By MISTI CRANE
The Columbus Dispatch
Cooking at home generally is thought of as a good life choice. Same with exercise. Plenty of public-health advocates would be happy to tell you that you ought to be doing some of both every day.
But a new study has researchers wondering if we often give up one of those good behaviors for another, opting for the couch after an evening spent cooking or grabbing takeout on the way home from pilates.
Ohio State University researchers looked at diaries that detailed how more than 112,000 Americans say they spent their time, in 10-minute increments. It was a snapshot - one day in the life - versus a longer-term look at how their weeks or months played out.
They found that about 1 in 6 men and 1 in 8 women reported exercising at all. Men spent an average of 17 minutes making food; women, 44 minutes.
The researchers created a statistical model that led them to believe that adults substitute one of these two things for the other.
The more time spent on food prep, the less likely the person was to exercise. This was true for men and women, married and single, parents and nonparents.The study’s lead author, Rachel Tumin, presented her work yesterday in New Orleans at the annual meeting of the Population Association of America. Tumin is working on a doctoral degree in epidemiology.
The study does not demonstrate a cause-and-effect relationship between the two but could be food for thought for public-health advocates who want to encourage healthy lifestyles, she said in an interview.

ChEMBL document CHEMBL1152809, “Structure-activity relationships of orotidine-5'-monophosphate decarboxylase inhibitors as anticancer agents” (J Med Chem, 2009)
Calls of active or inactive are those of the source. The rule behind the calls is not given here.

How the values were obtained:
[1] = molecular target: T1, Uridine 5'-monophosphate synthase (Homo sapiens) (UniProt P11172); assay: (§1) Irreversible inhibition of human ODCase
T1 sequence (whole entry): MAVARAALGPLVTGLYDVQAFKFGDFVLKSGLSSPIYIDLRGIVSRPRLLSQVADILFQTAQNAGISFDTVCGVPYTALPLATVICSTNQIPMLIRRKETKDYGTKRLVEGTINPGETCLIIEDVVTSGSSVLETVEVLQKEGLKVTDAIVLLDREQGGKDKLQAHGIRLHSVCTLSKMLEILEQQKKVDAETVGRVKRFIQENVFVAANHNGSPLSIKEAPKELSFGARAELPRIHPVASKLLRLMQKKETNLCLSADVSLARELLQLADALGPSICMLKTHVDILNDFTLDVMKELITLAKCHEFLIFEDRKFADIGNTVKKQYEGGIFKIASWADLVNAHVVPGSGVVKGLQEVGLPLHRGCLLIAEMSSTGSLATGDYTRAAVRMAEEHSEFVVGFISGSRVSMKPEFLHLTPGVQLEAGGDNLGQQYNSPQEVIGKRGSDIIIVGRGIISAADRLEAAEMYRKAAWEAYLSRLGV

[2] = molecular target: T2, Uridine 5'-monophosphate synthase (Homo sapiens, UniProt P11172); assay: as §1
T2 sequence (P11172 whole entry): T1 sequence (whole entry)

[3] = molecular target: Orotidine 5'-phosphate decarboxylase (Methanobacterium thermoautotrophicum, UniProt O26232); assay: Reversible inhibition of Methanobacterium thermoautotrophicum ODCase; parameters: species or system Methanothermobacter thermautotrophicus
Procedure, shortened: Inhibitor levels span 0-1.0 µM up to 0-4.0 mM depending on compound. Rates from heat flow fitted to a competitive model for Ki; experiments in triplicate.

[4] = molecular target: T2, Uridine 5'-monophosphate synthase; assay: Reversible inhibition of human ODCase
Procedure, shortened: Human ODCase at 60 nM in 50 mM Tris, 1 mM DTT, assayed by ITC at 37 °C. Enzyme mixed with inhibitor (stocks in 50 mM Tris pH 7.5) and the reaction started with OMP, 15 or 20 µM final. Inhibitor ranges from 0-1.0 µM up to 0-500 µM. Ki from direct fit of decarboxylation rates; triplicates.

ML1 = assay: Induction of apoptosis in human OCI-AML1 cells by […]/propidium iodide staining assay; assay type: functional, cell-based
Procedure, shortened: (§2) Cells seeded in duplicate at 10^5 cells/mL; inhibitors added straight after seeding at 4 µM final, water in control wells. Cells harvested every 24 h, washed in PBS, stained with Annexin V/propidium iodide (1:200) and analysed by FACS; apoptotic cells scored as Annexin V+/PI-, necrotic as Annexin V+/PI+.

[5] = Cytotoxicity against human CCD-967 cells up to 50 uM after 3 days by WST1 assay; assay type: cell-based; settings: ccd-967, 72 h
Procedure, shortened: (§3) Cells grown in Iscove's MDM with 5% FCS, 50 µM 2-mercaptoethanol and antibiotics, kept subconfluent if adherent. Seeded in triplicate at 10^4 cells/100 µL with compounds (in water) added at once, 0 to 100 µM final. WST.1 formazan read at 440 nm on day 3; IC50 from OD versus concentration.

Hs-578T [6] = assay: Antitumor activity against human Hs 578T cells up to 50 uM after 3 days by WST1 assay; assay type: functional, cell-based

It’s clear that many Americans are strapped for time and that it sometimes affects their ability to take good care of themselves, said Autumn Trombetta, the section chief of chronic-disease prevention at Columbus Public Health.
She said it’s important for public-health leaders to help Americans understand that they can build exercise into their days without devoting an hour or more at a time to it.
Walking or biking to and from work or school is a good example of making exercise a regular part of the day, Trombetta said.
Licking County Health Commissioner Joe Ebel said the study makes a good point about making time for healthy behavior, but he questioned whether it was fair to assume that more time spent preparing food means that you’re eating better.
“Preparing a meal with lean meats, brown rice, steamed vegetables and fresh fruit takes less time and is healthier than cooking a meal of meatloaf, mashed potatoes and rolls,” he wrote in an email.
He, too, said exercise can be added without taking up big chunks of time. Parking farther away and using the stairs instead of the elevator are good examples, Ebel said.